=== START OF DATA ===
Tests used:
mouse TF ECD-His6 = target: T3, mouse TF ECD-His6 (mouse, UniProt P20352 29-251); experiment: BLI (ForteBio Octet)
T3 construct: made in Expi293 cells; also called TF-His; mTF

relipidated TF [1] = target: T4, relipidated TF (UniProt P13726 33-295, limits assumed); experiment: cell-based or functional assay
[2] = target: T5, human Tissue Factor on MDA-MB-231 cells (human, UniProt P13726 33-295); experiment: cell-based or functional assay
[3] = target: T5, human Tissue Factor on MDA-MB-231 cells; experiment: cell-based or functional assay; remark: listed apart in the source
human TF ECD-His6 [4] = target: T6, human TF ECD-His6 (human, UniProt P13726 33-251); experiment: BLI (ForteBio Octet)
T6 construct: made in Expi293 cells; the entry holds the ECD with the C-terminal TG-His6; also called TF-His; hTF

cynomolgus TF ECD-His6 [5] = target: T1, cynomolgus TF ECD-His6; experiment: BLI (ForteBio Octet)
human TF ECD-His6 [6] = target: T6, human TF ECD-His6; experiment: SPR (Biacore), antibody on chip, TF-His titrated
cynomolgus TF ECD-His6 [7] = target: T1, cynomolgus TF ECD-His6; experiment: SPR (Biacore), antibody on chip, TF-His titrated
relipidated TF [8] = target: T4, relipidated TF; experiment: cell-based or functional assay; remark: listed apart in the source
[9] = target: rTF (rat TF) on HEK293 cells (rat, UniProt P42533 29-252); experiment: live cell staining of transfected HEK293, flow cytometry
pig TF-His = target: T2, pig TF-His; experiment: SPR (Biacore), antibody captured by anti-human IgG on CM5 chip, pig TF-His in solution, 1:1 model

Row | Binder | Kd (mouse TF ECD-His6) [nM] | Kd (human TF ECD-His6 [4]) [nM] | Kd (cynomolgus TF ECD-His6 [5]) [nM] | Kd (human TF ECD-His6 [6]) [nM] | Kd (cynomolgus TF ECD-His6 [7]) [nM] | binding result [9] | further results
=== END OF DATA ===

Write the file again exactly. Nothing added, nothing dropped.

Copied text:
Tests used:
mouse TF ECD-His6 = target: T3, mouse TF ECD-His6 (mouse, UniProt P20352 29-251); experiment: BLI (ForteBio Octet)
T3 construct: made in Expi293 cells; also called TF-His; mTF

relipidated TF [1] = target: T4, relipidated TF (UniProt P13726 33-295, limits assumed); experiment: cell-based or functional assay
[2] = target: T5, human Tissue Factor on MDA-MB-231 cells (human, UniProt P13726 33-295); experiment: cell-based or functional assay
[3] = target: T5, human Tissue Factor on MDA-MB-231 cells; experiment: cell-based or functional assay; remark: listed apart in the source
human TF ECD-His6 [4] = target: T6, human TF ECD-His6 (human, UniProt P13726 33-251); experiment: BLI (ForteBio Octet)
T6 construct: made in Expi293 cells; the entry holds the ECD with the C-terminal TG-His6; also called TF-His; hTF

cynomolgus TF ECD-His6 [5] = target: T1, cynomolgus TF ECD-His6; experiment: BLI (ForteBio Octet)
human TF ECD-His6 [6] = target: T6, human TF ECD-His6; experiment: SPR (Biacore), antibody on chip, TF-His titrated
cynomolgus TF ECD-His6 [7] = target: T1, cynomolgus TF ECD-His6; experiment: SPR (Biacore), antibody on chip, TF-His titrated
relipidated TF [8] = target: T4, relipidated TF; experiment: cell-based or functional assay; remark: listed apart in the source
[9] = target: rTF (rat TF) on HEK293 cells (rat, UniProt P42533 29-252); experiment: live cell staining of transfected HEK293, flow cytometry
pig TF-His = target: T2, pig TF-His; experiment: SPR (Biacore), antibody captured by anti-human IgG on CM5 chip, pig TF-His in solution, 1:1 model

Row | Binder | Kd (mouse TF ECD-His6) [nM] | Kd (human TF ECD-His6 [4]) [nM] | Kd (cynomolgus TF ECD-His6 [5]) [nM] | Kd (human TF ECD-His6 [6]) [nM] | Kd (cynomolgus TF ECD-His6 [7]) [nM] | binding result [9] | further results